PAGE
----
South African private-sector airline group Comair announced on Friday, via a Stock Exchange News Service release at the Johannesburg Stock Exchange, that it was acquiring the “shares and claims” of Star Air Maintenance and Star Air Cargo. The deal involves paying the sellers R75-million, plus profit share payments.
“Comair has acquired the assets to extend its diversification strategy into the leasing of aircraft, while also providing Comair with the expertise and systems to establish a base for heavy maintenance checks on its fleet of [Boeing] 737-800 aircraft,” stated the release. Star Air Maintenance provides maintenance for Star Air Cargo’s own fleet as well as for third party operators.
Star Air Cargo is actually an aircraft leasing company, specialising in short and medium term leasing of both passenger and cargo aircraft to operators in Africa. It possesses a Part 121 domestic and international aircraft operating certificate.
The profit share payments, which form part of the deal, are capped at R250-million. As for the R75-million, this will be paid in three tranches. The first tranche will be paid five business days after the fulfilment of all the conditions precedent for the transaction (the Completion Date) – this will amount to R30-million. The second tranche, of R22.5-million, will be paid on the first anniversary of the Completion Date. The third tranche, also of R22.5-million, will be payable on the second anniversary of the Completion Date (subject to certain conditions relating to the financial performance of the acquisitions).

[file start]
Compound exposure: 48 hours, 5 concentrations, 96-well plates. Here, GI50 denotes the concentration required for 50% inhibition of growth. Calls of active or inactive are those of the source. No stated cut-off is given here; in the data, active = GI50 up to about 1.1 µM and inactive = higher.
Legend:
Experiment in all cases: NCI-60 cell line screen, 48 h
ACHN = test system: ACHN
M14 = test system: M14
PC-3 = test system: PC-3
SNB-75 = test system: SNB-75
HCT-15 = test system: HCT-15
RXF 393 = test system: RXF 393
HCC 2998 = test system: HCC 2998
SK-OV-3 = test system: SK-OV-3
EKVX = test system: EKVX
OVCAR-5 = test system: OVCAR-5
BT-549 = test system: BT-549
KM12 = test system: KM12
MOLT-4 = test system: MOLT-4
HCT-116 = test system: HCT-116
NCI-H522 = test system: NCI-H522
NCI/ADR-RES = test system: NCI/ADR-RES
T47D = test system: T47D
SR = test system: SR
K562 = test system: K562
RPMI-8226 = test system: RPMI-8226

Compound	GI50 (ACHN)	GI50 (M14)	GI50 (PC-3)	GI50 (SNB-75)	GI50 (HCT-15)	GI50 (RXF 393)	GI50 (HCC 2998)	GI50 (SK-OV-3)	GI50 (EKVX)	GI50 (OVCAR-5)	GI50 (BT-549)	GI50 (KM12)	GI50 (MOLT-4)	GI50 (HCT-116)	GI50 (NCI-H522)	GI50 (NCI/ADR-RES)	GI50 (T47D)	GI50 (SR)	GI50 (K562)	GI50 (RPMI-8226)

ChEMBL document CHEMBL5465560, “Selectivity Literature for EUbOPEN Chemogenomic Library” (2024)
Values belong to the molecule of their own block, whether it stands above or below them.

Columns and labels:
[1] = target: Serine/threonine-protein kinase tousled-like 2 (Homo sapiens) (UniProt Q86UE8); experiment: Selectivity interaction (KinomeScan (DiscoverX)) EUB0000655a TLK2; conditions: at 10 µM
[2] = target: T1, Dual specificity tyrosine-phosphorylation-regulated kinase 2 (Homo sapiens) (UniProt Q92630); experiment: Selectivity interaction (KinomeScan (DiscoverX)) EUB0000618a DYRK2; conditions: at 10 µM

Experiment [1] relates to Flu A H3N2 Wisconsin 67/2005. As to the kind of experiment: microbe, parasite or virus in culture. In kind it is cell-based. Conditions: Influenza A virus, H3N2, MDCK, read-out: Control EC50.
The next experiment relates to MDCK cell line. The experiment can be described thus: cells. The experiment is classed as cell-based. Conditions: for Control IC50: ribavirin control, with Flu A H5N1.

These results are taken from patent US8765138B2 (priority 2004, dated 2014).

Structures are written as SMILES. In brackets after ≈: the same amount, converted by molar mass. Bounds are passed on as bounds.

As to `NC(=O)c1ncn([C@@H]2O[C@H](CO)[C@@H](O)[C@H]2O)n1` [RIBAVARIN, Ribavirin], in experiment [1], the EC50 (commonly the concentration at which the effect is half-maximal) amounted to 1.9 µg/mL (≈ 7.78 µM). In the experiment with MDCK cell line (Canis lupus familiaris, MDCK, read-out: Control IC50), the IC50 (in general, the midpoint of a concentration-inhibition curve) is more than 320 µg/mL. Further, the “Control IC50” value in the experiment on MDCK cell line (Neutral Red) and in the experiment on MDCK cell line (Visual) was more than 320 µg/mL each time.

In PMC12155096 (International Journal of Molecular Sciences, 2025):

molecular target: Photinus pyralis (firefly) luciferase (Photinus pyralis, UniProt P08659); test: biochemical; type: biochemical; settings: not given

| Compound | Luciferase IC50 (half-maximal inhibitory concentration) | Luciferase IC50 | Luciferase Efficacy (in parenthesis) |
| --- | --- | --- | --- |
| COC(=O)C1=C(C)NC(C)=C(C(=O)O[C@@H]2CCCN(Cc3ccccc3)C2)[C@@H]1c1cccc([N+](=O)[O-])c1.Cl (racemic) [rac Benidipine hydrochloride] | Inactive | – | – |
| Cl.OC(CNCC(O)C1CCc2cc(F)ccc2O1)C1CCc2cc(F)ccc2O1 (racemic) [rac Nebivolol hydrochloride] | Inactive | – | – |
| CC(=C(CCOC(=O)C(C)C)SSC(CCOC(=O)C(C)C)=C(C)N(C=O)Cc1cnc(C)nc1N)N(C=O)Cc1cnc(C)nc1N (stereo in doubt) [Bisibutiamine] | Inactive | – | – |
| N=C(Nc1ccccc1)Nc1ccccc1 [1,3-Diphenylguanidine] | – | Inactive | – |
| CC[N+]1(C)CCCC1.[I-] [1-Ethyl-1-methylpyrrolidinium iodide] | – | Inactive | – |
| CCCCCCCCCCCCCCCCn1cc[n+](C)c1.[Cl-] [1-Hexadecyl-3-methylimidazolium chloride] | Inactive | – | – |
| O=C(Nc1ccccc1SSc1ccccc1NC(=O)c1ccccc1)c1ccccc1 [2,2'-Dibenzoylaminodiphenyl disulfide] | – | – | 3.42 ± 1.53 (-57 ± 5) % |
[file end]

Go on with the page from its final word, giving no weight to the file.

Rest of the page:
The net assets of the two entities being bought by Comair totalled R52.6-million on February 28, 2018 (that being the date of the last audited financial statements). Their audited profits after tax for the year ending February 28, 2018, came to R23-million.
Comair operates both the British Airways brand in South Africa and the Kulula low cost airline. Its fleet is composed entirely of different versions of the Boeing 737 airliner. Star Air Cargo’s much smaller fleet is, according to its website, also made up only of 737s.